Emotional Intelligence (EQ) is a key element to success in business
People do business with people they trust and like.
Any successful business and/or career is built in relationship with others. Understanding how people work, what makes them tick, and how to effectively motivate and inspire those around you is essential to any business endeavor, and every satisfying relationship.
“The definition of leadership has been changing, and an emphasis on emotional intelligence has emerged,” explains Jeff Moss, CEO and Co-Founder at Focus7 Shot, in a recent interview with Forbes. “[EQ] has become recognized for its correlation to success in work and personal life, to motivation and to overall well-being. In business, high-EQ people have become desirable to employers.”
Some of the most successful and influential people in history have had high emotional intelligence, such as Martin Luther King, Jr., Abraham Lincoln, Winston Churchill, Warren Buffett (Berkshire Hathaway), Jeff Bezos (Amazon), Ursula Burns (Xerox), and more.
What is Emotional Intelligence?
Emotional intelligence is the ability to recognize, understand and manage personal feelings and emotions, as well as those of others. According to psychologist Daniel Goleman, emotional intelligence has the following five components:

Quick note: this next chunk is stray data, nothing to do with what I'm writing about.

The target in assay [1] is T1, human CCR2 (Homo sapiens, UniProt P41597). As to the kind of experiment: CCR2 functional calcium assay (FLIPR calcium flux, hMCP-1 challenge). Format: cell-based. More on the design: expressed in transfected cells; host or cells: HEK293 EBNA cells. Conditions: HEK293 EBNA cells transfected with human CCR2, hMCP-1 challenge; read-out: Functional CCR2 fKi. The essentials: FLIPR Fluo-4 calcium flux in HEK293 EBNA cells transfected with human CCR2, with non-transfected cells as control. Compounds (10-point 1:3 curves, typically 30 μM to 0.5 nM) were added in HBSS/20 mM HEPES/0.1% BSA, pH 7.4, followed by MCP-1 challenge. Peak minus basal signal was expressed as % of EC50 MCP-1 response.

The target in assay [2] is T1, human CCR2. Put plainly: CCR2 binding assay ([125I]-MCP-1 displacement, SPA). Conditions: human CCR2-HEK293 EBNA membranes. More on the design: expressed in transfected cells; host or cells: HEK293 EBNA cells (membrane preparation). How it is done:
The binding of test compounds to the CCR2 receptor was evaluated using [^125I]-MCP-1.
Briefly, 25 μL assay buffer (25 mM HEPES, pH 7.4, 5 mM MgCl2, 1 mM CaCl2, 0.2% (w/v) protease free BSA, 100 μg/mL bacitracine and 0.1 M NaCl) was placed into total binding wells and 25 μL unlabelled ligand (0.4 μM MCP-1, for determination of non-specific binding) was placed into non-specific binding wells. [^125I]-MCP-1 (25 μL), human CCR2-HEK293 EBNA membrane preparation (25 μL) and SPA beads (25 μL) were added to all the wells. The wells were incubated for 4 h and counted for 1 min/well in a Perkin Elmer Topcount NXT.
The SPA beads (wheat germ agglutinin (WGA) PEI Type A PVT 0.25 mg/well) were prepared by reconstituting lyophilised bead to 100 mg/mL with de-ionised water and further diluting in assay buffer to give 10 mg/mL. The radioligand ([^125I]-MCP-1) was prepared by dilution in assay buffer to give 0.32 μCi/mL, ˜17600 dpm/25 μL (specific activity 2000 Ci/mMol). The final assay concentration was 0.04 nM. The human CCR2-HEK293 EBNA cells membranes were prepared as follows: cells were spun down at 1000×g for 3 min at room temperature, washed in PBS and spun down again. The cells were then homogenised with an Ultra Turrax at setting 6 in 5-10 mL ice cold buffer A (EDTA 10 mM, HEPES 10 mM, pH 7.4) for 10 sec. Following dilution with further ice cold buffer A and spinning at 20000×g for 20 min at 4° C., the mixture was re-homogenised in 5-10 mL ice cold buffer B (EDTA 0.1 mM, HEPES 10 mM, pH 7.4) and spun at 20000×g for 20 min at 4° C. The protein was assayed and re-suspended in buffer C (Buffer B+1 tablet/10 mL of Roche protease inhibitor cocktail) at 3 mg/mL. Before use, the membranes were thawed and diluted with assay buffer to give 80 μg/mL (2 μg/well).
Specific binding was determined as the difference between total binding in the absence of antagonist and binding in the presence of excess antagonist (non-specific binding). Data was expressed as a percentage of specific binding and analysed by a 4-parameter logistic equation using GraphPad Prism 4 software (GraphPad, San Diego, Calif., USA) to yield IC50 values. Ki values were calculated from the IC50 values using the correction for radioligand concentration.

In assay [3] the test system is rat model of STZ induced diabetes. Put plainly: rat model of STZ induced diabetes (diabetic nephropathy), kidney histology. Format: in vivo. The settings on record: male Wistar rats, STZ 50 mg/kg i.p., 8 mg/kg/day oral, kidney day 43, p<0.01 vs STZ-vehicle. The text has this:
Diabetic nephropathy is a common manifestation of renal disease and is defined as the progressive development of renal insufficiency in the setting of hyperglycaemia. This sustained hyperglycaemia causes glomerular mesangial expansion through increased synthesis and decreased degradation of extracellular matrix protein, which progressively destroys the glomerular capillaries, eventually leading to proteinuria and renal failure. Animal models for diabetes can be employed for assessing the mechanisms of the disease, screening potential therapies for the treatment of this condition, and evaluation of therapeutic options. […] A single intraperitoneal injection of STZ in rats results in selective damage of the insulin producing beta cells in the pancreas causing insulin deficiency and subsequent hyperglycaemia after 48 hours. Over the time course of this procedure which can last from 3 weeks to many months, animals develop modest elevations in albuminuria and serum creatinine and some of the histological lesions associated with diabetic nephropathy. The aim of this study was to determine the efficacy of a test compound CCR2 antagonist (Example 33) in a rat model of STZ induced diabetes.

- Self-Awareness: Recognizing and understanding your own strengths and weaknesses, your emotions and moods, and the effects these things have on other people.
- Self-Regulation: Rather than being controlled by emotions and impulses, an emotionally intelligent person can control impulses and emotional responses.
- Internal Motivation: High EQ people are self-motivated, pursuing personal goals for reasons of self-development and self-gratification, rather than money, titles, external praise or esteem.
- Empathy: Empathy involves recognizing, understanding and feeling the emotions of others. Robert F. Kennedy, for example, was so moved that he shifted his political priorities, upon being exposed to the suffering of African Americans, to address their needs.
- People Skills: Emotionally intelligent people:
easily build trust and respect with others.
manage relationships well and build effective networks
they avoid power struggles and deceitfulness
generate deep bonds and genuine, non-competitive friendships.